Ominous 35mm cinegrams of Albrecht Dürer’s 1514 Melencolia print are intercut, like cascading scythes, with saturated super-8 film of a woman in a fresh-cut farm field, evoking repetitions that exist in harvest rituals, as well as in gestures of madness. Specters of familial anxieties creep into this loose take on the myth of Poludnica (noonwraith or Lady Midday), a Slavic harvest spirit that could cause madness in those who wandered the fields alone. The starting point for this subtle portrayal of the familial effects of transgenerational trauma is Erwin Panofsky’s Life and Art of Albrecht Dürer (1955) in which he associates Dürer’s engravings with fear, withdrawal, depression and madness.
In this pastoral horror, luscious landscape serves as the site of a woman’s idyllic childhood memories but ones that are disturbed by her ancestors’ experiences of wars and domestic violence. The interplay of the banal and the uncanny is highly suggestive as the film poses a question of whether the effects of trauma can reverberate down the generations through epigenetics?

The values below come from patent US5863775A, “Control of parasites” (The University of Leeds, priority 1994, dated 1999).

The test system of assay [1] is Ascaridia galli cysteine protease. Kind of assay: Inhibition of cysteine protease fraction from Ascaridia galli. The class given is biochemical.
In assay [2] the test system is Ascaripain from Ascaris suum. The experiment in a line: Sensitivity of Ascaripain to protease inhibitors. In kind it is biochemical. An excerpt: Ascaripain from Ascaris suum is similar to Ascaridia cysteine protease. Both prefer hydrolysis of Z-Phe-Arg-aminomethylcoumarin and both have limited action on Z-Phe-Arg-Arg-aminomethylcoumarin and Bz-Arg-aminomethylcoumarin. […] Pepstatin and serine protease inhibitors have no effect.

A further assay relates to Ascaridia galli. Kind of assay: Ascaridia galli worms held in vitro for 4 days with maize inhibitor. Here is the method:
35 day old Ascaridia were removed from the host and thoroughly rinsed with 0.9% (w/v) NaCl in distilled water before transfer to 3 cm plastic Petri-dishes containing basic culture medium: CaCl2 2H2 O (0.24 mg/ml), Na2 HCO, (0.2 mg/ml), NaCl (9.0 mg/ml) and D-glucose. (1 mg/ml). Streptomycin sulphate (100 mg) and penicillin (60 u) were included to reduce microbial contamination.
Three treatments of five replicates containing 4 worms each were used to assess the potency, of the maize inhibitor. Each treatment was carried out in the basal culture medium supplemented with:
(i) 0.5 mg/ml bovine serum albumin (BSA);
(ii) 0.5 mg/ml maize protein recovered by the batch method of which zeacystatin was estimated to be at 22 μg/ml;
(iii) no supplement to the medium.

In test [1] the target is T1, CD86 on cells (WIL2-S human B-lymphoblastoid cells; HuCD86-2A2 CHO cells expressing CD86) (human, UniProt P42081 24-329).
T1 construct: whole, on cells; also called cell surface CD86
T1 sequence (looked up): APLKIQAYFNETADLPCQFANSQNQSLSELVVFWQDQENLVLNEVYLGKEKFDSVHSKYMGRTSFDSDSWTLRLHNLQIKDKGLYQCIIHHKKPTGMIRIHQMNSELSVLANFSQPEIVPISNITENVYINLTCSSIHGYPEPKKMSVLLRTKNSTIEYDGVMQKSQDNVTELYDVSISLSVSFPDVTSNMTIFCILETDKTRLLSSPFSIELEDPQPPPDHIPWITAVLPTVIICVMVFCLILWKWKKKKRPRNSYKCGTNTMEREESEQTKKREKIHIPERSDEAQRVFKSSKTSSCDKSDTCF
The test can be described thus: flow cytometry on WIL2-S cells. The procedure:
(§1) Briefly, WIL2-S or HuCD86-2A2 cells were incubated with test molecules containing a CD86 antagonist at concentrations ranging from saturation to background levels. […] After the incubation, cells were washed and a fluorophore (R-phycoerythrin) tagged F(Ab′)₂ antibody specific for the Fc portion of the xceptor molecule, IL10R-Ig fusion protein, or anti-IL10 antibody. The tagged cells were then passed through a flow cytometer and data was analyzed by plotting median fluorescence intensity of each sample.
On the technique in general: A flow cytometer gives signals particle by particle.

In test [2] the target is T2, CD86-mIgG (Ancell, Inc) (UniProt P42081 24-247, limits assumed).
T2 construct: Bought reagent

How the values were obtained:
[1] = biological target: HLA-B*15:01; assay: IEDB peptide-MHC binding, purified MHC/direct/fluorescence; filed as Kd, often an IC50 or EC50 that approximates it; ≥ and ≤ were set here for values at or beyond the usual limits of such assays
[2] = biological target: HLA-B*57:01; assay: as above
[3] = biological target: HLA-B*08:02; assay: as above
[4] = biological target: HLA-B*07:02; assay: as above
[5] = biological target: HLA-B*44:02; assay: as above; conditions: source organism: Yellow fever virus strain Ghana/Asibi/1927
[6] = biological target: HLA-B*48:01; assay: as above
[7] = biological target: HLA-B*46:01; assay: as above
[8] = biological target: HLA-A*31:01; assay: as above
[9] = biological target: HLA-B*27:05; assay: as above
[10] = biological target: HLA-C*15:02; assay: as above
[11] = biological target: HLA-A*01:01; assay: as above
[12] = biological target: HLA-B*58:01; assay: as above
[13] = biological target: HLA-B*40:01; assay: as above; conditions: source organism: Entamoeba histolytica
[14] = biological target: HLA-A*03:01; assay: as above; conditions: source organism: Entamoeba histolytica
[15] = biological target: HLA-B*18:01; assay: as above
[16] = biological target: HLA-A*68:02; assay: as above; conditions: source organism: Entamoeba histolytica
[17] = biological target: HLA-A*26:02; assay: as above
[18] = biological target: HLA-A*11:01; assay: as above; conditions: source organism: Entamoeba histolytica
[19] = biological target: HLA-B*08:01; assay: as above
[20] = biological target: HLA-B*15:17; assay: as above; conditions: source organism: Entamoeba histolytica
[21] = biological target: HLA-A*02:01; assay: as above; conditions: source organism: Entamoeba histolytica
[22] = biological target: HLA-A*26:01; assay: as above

Her films have screened in venues and at film festivals nationally and internationally: Whitechapel Gallery, British Film Institute, Institute of Contemporary Arts London, Anthology Film Archives New York, Ann Arbor Film Festival, Experiments in Cinema, Antimatter [Media Art], Montreal Underground Film Festival, Alchemy Film and Moving Image Festival. She is the recipient of many international grants, namely Arts and Humanities Research Council, Arts Council of England (UK), New Mexico Arts, New Mexico Humanities Council, and the National Endowment for the Humanities (USA). She is also the author and editor of numerous books and articles on experimental media, including Visions of Avant-Garde Film (Indiana University Press) and the co-founder, with Sam Jury, of Disasters of Peace - a creative initiative that encompasses research, writing, making and curating. Her work is held in various online repositories and platforms, namely artinCINEMA archives, sofy.tv, Vimeo on Demand, and Ann Arbor District Library Michigan.